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Schools: Gardening

Volume 782: debated on Monday 24 April 2017


Asked by

To ask Her Majesty’s Government what steps they are taking to encourage school gardening, to ensure that every child understands the environment and has an early connection to nature.

My Lords, I beg leave to ask the Question standing in my name on the Order Paper. In doing so, I declare an interest as RHS ambassador.

My Lords, the science national curriculum requires that children are taught about plants and can identify common wild and garden plants. Guidance encourages schools to use the local environment so that children can investigate plants growing in their habitat. The government-backed 1 million trees for schools campaign gives millions of children the chance to plant saplings in their school grounds and communities, helping them to connect with nature and make their school grounds and neighbourhoods greener.

My Lords, I thank the Minister for that Answer. Numerous reports have shown that children as young as four suffer from depression and anxiety. Research proves that gardening is not only therapeutic for them but gives them a sense of continuity, responsibility and an understanding of food production. It can help them with subjects across the curriculum, and even with a career in horticulture. Will the Government work with the RHS school gardening campaign to deliver gardening opportunities to schools across the country and urge Ofsted to take such provision into account when inspecting schools?

The noble Baroness is quite right about the therapeutic benefits of gardening for children. I know that the RHS—I pay tribute to the noble Baroness for her ambassadorship—has a great campaign in schools for this. That campaign now has more than 32,000 schools and organisations engaged, including 68% of primaries and 78% of secondaries, reaching 6 million children. As far as Ofsted is concerned, we do not want to load it up with too many specific, narrow requirements, but school inspectors consider the breadth and depth of the school curriculum and its impact on children. Inspectors will note where a school’s use of outdoor space has a positive impact. They also expect schools to provide rich and varied extra-curricular activities, which may well include gardening.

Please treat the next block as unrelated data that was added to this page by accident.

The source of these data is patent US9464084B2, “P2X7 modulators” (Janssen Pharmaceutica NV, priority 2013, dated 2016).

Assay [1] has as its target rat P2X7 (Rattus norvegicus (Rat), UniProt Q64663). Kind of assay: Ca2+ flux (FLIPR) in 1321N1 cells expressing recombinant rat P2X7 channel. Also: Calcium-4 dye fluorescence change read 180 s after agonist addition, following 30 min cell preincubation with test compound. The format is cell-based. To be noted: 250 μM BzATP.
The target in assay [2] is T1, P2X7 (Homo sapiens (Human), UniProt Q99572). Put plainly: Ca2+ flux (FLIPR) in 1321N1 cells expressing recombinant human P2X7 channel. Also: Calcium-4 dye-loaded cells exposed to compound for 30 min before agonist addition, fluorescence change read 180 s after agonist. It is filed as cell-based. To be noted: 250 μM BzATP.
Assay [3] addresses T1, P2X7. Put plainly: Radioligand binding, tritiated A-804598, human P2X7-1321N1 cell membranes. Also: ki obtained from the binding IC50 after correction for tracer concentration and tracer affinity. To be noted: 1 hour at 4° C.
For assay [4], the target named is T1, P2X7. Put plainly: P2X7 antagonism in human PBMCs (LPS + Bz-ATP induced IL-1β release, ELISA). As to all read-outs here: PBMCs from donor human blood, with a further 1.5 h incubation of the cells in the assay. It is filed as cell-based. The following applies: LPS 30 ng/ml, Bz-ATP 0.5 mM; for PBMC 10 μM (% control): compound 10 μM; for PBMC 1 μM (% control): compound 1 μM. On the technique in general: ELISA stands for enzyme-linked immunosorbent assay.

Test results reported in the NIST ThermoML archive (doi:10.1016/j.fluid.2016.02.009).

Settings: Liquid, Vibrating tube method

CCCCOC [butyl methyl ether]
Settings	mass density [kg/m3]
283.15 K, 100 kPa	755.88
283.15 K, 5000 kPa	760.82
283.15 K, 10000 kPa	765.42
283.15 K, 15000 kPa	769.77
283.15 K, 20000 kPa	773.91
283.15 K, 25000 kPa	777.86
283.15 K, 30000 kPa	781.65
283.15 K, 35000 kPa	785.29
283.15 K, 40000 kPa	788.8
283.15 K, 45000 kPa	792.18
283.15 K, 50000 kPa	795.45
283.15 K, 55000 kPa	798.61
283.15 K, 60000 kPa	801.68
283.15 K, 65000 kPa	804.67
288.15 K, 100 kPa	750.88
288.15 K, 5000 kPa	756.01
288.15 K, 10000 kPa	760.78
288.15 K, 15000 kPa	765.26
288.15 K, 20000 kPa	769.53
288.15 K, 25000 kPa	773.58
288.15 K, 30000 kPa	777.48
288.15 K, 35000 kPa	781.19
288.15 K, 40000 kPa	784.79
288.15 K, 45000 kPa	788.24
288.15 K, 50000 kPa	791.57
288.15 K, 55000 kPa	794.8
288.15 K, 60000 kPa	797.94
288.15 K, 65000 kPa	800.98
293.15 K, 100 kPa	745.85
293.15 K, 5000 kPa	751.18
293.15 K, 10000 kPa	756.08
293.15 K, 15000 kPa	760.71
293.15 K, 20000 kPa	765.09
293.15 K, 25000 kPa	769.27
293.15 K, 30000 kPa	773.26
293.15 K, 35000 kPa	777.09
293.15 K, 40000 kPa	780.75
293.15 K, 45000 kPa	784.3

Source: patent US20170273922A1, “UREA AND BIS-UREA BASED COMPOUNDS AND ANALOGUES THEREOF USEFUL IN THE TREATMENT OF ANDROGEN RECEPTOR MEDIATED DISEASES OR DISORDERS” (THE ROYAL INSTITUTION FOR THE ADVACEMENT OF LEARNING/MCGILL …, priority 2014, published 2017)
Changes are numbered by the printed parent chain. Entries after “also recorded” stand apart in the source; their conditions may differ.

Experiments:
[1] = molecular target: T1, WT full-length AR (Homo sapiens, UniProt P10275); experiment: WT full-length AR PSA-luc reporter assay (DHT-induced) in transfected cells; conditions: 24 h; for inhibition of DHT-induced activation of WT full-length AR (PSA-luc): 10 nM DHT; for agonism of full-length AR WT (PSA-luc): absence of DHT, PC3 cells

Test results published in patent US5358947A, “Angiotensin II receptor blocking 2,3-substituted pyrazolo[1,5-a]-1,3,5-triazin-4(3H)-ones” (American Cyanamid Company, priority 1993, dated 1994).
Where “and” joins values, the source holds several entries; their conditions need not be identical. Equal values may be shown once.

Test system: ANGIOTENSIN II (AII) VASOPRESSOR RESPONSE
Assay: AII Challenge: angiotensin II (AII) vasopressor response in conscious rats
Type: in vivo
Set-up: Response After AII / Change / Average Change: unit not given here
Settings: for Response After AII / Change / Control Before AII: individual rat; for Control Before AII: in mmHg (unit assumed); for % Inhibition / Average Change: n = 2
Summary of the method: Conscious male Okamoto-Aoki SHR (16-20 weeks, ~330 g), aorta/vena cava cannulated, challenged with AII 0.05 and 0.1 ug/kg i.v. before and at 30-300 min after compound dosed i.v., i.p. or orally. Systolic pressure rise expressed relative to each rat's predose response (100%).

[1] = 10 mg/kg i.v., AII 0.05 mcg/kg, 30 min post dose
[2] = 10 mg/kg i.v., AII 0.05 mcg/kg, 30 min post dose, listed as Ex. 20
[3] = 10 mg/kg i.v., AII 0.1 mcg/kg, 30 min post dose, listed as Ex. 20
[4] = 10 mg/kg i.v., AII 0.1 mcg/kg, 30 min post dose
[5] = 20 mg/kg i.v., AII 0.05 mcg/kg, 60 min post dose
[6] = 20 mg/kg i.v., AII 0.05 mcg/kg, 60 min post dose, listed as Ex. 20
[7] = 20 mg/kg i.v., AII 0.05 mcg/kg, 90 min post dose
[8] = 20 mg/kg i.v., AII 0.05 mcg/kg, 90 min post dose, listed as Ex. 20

My Lords, while warmly endorsing the RHS campaign, I would make another point to my noble friend. Could he encourage teachers, particularly career teachers, to look favourably upon the many interesting educational developments that come from studying horticulture at a much greater level? There are many of these amazing careers open, but very often we find that teachers downgrade them. That annoys me enormously.

My noble friend is right that there are many good careers in horticulture, landscape gardening, gardening et cetera. We invested heavily in enhancing the careers provision in schools through our Careers & Enterprise Company. I know that this is something it has looked at, and that many schools take this quite seriously. Indeed, at Cambridge special school in Hammersmith pupils do a BTEC in land-based studies using city farm space attached to the school. This has been very beneficial to many graduates’ careers.

My Lords, research by the Royal Horticultural Society shows that its Campaign for School Gardening can contribute to a sustainable environment, which is important because schoolchildren walk along roads where legal limits on air pollution have already been breached in 16 areas just this year. When will the air quality action plan to cut illegal levels of nitrogen dioxide be published? The election is no excuse, because Cabinet Office guidelines are absolutely clear that purdah rules can be lifted where public health is at risk.